Max Weber: Competing forms of Social Action in the Rationalization of Social Movements

Enku MC Ide SOC 651 Dr. Patrick Mooney 11/19/2011

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Ide According to Collins, Weber is especially useful in application to political sociology and conflict theory (1990b: 4). Weber’s multifaceted approach within these subfields are helpful in analyzing social movements, here understood as collective action aimed at changing society along the lines of movement beliefs and values, with a particular focus on identity-based social movements (Collins 1990b: 4). Using Weber’s concepts of rationalization, status group, and social action, I will investigate the ongoing and necessary tensions between competing forms of social action throughout the rationalization (formation, development and possible decline) of social movements. Weber’s sociological method seeks, specifically, to understand social action, those behaviors oriented toward the other, and Weber provides an ideal-typology for understanding the motivations of such behaviors. Instrumental rationality and value-rationality, those actions that are based in a “choice between alternative and conflicting ends” as opposed to those that are “determined by a conscious belief in the value for its own sake …independently of its prospects of success,” respectively, are Weber’s central concern (Weber in Calhoun 2007: 227, 226). Also included are affective (emotion-based) and traditional social action, although Weber sees these as withering with an increase of rationalization. In social movements, no single form of social action is exclusive. Rather, different forms of social action may predominate at different points and in different spheres of social life, as the too-complete domination of any one form of social action can lead to stagnation and irrationality. The ascendance of more rational forms of social action among spheres of social life, and the subsequent tensions between forms of social action, lead to social change. Rationalization is central to Weber’s work. However, Collins writes that “rationalization” seems to take on multiple meanings (1990a: 62). On one hand, there is the 1

Ide rationalization of calculability, “predictability and regularity” with the subsequent predominance of instrumental (means-ends) rationality, over other forms of social action. On the other, the rationalization implies an active, “world-transforming” approach to social action as opposed to passive or reflective behavior vis-à-vis other social arenas (Collins 1990a: 62). Unlike evolutionary or stagist theories, intra-societal institutions rationalize along their own lines of development, impacting (and being impacted upon by) the developments of other spheres of social life, rather than the rationalization of society as a whole. Increased rationality augments conflict between social spheres as each seeks internal consistency and autonomy (Collins 1990a: 71). Such tensions are based in “continuous efforts to achieve consistency” both within and between social institutions, based upon their own logics of legitimation (Collins 1990a: 74) Weber points out, for example, that status groups “hinder the strict carrying through of the sheer market principle” (Collins 1990b: 3, Weber in Calhoun 2007: 251). As such, irrationality in one sphere shapes the rationalization of social institutions. Status groups are a particularly helpful Weberian concept to the understanding of social movements. Collins refers to this concept as a “diversifying of the Marxian class scheme” (1990b: 6). Although Marx discussed the transformation of a “class in itself” to a self-conscious “class for itself,” the processes of this transformation were insufficiently analyzed. For Weber, status groups can be based on class, ethnicity, gender, or other social markers of prestige but are fundamentally established based on “different life chances” that are “distinctly recognizable” (Weber in Calhoun 2007: 250). “Above all else” specifies Weber, status groups arise from “a specific style of life [that] is expected from all those who wish to belong to the circle” and that also creates “restrictions of social intercourse” (2007: 253). A status group, therefore, can be seen as a subculture with an element of exclusivity, which impacts one’s life chances based on 2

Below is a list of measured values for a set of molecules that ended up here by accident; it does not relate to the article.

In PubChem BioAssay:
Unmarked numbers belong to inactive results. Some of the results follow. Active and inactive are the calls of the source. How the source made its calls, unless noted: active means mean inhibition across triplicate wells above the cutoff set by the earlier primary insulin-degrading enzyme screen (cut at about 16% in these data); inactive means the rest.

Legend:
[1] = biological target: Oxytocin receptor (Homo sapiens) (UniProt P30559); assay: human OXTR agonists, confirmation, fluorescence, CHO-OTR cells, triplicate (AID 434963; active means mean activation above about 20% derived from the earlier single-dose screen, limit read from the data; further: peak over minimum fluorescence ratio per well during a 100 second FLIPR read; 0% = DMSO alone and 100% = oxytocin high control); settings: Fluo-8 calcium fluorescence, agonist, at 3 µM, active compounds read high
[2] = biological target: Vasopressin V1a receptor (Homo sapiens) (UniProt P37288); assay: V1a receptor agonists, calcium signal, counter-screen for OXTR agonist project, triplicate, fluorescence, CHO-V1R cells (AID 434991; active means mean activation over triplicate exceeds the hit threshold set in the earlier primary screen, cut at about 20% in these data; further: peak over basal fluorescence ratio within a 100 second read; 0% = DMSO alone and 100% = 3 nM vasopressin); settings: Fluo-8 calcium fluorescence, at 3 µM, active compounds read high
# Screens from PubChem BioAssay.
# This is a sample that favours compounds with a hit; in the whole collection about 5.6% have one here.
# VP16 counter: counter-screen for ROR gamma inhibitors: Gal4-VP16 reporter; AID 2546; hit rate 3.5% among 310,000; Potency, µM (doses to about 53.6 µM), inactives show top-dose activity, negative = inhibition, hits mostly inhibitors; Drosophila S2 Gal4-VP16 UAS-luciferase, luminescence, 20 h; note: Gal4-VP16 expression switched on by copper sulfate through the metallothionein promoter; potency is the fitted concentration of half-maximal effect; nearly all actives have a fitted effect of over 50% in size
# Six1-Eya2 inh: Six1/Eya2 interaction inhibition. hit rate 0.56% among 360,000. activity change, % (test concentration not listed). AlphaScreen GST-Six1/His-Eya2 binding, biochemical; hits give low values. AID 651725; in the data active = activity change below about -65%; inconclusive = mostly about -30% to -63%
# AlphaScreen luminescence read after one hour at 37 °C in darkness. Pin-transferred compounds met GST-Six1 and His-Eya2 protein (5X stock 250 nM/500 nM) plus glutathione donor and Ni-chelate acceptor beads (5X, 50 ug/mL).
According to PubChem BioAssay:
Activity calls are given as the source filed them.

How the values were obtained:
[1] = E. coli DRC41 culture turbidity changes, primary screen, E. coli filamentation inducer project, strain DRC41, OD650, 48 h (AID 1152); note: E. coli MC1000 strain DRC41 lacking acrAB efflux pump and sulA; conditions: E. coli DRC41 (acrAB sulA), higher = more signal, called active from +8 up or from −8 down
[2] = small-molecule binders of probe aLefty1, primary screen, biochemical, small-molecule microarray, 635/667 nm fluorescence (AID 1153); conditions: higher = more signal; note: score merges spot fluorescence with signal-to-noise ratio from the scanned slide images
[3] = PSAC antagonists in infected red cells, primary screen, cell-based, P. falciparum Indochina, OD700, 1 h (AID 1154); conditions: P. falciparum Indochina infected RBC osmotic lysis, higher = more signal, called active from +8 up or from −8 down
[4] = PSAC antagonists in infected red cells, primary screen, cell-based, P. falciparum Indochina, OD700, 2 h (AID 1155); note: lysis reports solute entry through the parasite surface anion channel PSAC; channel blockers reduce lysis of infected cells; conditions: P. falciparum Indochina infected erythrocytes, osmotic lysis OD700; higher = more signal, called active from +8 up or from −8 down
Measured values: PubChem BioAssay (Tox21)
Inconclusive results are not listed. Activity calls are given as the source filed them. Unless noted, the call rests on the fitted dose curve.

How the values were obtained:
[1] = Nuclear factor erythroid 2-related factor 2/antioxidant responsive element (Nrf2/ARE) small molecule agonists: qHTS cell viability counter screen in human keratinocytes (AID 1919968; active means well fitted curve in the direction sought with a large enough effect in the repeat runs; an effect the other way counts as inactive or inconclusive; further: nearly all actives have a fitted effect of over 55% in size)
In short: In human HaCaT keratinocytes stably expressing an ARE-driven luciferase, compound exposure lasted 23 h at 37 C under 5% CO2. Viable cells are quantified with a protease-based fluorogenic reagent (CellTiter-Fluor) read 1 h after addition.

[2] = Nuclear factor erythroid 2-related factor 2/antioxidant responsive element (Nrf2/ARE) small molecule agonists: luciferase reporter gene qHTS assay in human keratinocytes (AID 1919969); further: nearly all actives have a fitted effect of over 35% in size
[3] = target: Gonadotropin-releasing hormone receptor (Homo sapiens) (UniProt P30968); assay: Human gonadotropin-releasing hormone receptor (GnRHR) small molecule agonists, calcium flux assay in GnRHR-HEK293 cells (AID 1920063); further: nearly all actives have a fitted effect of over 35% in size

Ide social valuation or the “monopolization of market opportunities” (Collins 1990b: 6). Status groups, then, impact economic development. Status groups are based in collective identities, with both “normative authority” and “meaning in the minds of individual persons,” (Collins 1990a: 134; Weber in Calhoun 2007: 272). For example, the gay and lesbian identities emerged as politicized collective identities precisely from a “statistical category” of people who sought sexual gratification among others of the same gender. Further, the arising of status groups is impacted by external processes. In periods of economic stability, for example, the market takes on the appearance immutable reality. During such periods, forms of stratification based in social prestige are likely to seem more salient than economic class. However, in periods of “economic transformation,” economic classes can become increasingly aware of their commonality and “the class situation” is pushed “into the foreground” (Weber in Calhoun 2007: 254). From this process, we can see that status groups are not static, but develop as a function of the tightness and exclusivity of social networks, culturally-held or socially-articulated identity markers, as well as changes in external social systems including the economy and government. Status groups, then, can be seen as rationalizing to the extent that they are organized and seek to impact the larger society and social institutions outside of their own subgroup, particularly in relation to power-holding institutions. In his own analysis, Weber characterized protest as “directly expressing…values,” thus embodying substantive, or value-rationality (Collins 1990a: 43). However, we may recognize

affective, value-rational and instrumental-rational social action as each important throughout the process of social movement development, with different forms in ascendancy based on the organizational forms the movement takes on through a process of rationalization. The seeds of social movement collective action may reside in a sentiment pool of possible movement 3